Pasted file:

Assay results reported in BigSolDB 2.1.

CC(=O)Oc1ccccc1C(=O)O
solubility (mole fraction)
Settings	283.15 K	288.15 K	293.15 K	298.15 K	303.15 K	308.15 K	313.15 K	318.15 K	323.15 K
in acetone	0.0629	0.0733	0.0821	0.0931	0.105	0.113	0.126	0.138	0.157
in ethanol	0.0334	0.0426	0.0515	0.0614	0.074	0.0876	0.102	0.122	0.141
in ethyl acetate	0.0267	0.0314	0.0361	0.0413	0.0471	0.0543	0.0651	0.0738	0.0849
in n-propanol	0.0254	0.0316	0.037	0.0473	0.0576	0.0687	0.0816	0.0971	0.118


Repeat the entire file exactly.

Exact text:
Assay results reported in BigSolDB 2.1.

CC(=O)Oc1ccccc1C(=O)O
solubility (mole fraction)
Settings	283.15 K	288.15 K	293.15 K	298.15 K	303.15 K	308.15 K	313.15 K	318.15 K	323.15 K
in acetone	0.0629	0.0733	0.0821	0.0931	0.105	0.113	0.126	0.138	0.157
in ethanol	0.0334	0.0426	0.0515	0.0614	0.074	0.0876	0.102	0.122	0.141
in ethyl acetate	0.0267	0.0314	0.0361	0.0413	0.0471	0.0543	0.0651	0.0738	0.0849
in n-propanol	0.0254	0.0316	0.037	0.0473	0.0576	0.0687	0.0816	0.0971	0.118